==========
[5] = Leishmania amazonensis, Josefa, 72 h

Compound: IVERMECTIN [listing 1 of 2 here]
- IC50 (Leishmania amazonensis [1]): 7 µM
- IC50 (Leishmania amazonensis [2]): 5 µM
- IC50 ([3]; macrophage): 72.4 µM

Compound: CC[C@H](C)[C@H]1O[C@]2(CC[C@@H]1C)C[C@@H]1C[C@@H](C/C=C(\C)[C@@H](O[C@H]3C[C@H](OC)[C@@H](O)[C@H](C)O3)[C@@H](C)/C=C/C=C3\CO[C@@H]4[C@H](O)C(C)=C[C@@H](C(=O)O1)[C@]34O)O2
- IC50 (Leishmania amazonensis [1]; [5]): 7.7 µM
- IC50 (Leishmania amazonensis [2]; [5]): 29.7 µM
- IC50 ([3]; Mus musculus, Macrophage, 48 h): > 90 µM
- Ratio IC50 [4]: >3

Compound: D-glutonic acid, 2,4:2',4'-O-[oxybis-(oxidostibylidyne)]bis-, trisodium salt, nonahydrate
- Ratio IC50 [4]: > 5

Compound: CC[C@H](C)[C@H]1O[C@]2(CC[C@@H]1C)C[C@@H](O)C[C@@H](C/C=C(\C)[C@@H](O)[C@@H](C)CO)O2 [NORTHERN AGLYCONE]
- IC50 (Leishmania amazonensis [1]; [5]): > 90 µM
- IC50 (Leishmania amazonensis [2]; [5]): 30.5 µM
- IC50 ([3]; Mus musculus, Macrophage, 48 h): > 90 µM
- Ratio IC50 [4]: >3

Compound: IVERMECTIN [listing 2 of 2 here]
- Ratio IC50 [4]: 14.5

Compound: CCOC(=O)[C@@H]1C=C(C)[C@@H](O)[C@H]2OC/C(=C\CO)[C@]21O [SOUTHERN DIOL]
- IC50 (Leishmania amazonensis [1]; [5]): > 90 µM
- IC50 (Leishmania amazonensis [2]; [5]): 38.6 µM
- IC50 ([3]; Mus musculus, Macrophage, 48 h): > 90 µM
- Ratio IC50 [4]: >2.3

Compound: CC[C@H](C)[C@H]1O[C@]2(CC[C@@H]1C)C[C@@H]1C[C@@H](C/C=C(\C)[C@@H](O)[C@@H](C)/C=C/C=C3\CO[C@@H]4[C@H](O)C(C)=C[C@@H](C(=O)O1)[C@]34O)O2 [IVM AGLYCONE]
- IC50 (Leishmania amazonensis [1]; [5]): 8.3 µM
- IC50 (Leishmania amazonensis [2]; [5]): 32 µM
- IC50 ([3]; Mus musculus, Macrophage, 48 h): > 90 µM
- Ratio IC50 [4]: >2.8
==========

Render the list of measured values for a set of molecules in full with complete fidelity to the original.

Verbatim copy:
[5] = Leishmania amazonensis, Josefa, 72 h

Compound: IVERMECTIN [listing 1 of 2 here]
- IC50 (Leishmania amazonensis [1]): 7 µM
- IC50 (Leishmania amazonensis [2]): 5 µM
- IC50 ([3]; macrophage): 72.4 µM

Compound: CC[C@H](C)[C@H]1O[C@]2(CC[C@@H]1C)C[C@@H]1C[C@@H](C/C=C(\C)[C@@H](O[C@H]3C[C@H](OC)[C@@H](O)[C@H](C)O3)[C@@H](C)/C=C/C=C3\CO[C@@H]4[C@H](O)C(C)=C[C@@H](C(=O)O1)[C@]34O)O2
- IC50 (Leishmania amazonensis [1]; [5]): 7.7 µM
- IC50 (Leishmania amazonensis [2]; [5]): 29.7 µM
- IC50 ([3]; Mus musculus, Macrophage, 48 h): > 90 µM
- Ratio IC50 [4]: >3

Compound: D-glutonic acid, 2,4:2',4'-O-[oxybis-(oxidostibylidyne)]bis-, trisodium salt, nonahydrate
- Ratio IC50 [4]: > 5

Compound: CC[C@H](C)[C@H]1O[C@]2(CC[C@@H]1C)C[C@@H](O)C[C@@H](C/C=C(\C)[C@@H](O)[C@@H](C)CO)O2 [NORTHERN AGLYCONE]
- IC50 (Leishmania amazonensis [1]; [5]): > 90 µM
- IC50 (Leishmania amazonensis [2]; [5]): 30.5 µM
- IC50 ([3]; Mus musculus, Macrophage, 48 h): > 90 µM
- Ratio IC50 [4]: >3

Compound: IVERMECTIN [listing 2 of 2 here]
- Ratio IC50 [4]: 14.5

Compound: CCOC(=O)[C@@H]1C=C(C)[C@@H](O)[C@H]2OC/C(=C\CO)[C@]21O [SOUTHERN DIOL]
- IC50 (Leishmania amazonensis [1]; [5]): > 90 µM
- IC50 (Leishmania amazonensis [2]; [5]): 38.6 µM
- IC50 ([3]; Mus musculus, Macrophage, 48 h): > 90 µM
- Ratio IC50 [4]: >2.3

Compound: CC[C@H](C)[C@H]1O[C@]2(CC[C@@H]1C)C[C@@H]1C[C@@H](C/C=C(\C)[C@@H](O)[C@@H](C)/C=C/C=C3\CO[C@@H]4[C@H](O)C(C)=C[C@@H](C(=O)O1)[C@]34O)O2 [IVM AGLYCONE]
- IC50 (Leishmania amazonensis [1]; [5]): 8.3 µM
- IC50 (Leishmania amazonensis [2]; [5]): 32 µM
- IC50 ([3]; Mus musculus, Macrophage, 48 h): > 90 µM
- Ratio IC50 [4]: >2.8